The Secret World of Mushroom Foraging in Peitz
There is a lore surrounding the art of mushroom foraging that lends itself to a particular joke, which goes like this: If a mushroom forager shows you his “secret spot”, he isn’t very good at foraging.
According to tradition, the best mushroom foragers in the world like to keep their “top” foraging locations private, that way other people won’t come and raid their stash. On a recent trip to the forest in Brandenburg, Germany, GC was fortunate enough to be let into the secret world of mushroom foraging in the countryside near Berlin– in a place somewhere near (but not exactly inside) a small village called Peitz.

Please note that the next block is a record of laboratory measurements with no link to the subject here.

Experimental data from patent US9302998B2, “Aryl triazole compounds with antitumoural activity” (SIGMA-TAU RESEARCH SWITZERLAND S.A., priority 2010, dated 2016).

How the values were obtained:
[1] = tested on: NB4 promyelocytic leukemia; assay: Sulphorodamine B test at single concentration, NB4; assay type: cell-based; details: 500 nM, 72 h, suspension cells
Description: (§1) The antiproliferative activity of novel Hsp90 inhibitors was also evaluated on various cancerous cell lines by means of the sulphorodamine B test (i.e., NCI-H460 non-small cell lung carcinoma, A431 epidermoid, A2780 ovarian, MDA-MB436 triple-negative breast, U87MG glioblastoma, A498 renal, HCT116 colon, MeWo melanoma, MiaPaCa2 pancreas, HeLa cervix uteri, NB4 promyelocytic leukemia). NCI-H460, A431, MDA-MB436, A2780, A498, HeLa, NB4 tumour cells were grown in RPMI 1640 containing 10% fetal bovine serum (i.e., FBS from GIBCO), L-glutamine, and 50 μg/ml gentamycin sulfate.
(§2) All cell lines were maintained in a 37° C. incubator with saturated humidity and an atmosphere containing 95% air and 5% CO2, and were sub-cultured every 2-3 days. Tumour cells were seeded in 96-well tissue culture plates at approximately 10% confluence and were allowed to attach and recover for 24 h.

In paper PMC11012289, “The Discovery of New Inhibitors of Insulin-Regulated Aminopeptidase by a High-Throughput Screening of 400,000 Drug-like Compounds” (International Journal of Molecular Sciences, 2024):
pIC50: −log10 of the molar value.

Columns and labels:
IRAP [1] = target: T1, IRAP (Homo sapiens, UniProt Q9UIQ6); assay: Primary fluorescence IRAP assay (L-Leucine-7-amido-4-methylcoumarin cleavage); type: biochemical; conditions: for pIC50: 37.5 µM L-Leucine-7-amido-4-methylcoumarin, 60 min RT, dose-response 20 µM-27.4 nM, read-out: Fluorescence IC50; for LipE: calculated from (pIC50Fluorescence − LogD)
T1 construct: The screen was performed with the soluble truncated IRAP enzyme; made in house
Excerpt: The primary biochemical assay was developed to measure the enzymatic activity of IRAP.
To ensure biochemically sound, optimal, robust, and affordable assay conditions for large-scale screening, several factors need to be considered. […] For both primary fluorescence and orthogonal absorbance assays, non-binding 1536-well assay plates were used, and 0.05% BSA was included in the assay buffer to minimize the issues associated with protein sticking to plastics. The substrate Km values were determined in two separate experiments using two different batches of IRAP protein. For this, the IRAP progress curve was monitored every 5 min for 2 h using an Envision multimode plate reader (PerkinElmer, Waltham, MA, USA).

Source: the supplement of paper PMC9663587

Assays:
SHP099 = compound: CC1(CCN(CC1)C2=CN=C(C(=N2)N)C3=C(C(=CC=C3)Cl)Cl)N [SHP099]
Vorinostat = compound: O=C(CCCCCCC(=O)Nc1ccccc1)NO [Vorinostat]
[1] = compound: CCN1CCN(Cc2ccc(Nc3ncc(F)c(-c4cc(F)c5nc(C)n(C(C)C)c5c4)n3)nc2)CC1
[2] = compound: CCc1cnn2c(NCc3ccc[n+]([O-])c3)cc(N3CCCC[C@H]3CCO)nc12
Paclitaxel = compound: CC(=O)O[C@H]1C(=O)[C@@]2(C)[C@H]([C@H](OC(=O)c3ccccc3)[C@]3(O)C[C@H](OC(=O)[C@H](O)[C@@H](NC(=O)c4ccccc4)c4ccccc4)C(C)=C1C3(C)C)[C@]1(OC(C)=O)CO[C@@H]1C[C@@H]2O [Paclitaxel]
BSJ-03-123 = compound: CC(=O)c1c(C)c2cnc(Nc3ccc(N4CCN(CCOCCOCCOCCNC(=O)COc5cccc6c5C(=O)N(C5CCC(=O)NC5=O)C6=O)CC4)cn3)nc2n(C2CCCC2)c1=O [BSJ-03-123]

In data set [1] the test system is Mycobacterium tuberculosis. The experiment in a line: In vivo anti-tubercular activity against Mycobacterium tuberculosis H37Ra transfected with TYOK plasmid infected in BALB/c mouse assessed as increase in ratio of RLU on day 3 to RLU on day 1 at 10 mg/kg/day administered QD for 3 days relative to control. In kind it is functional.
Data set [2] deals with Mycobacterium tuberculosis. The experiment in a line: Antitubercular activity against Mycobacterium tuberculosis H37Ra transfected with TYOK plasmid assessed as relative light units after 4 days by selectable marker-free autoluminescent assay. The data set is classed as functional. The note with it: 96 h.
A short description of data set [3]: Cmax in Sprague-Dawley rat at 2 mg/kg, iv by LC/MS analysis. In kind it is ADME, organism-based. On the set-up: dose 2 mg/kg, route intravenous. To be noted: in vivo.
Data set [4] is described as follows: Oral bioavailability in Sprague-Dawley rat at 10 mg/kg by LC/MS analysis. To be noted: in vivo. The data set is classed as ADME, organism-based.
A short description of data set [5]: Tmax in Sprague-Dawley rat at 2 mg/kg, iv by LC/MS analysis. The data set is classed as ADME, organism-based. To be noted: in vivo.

The man who took us here is named Jan, but in the interested of protecting his spot he didn’t want us to reveal his last name! We came to Jan because he is an expert in a particular type of mushroom that grows in Peitz: bay boletes and yellow boletes.
Around 30 years ago, the land around Peitz was abandoned by the army, who used to use the land for military training. Today, amongst the robust old growth forest, it’s still possible to find metal parts of army vehicles– a haunting nod at the military presence of yesteryear.
Many wooded areas in Germany– including the Bavarian Woods and the Black Forest, are regions in which mushrooms thrive. Moss and mushrooms like the bay boletes thrive in mixes forests such as these, which are a mixture of deciduous and coniferous. And of course: the best time to go to the woods to collect mushrooms is one day after it rains.
In addition to the metallic remnants, certain areas of Peitz– we won’t say exactly where– have developed a reputation for the wild mushrooms that can be found here.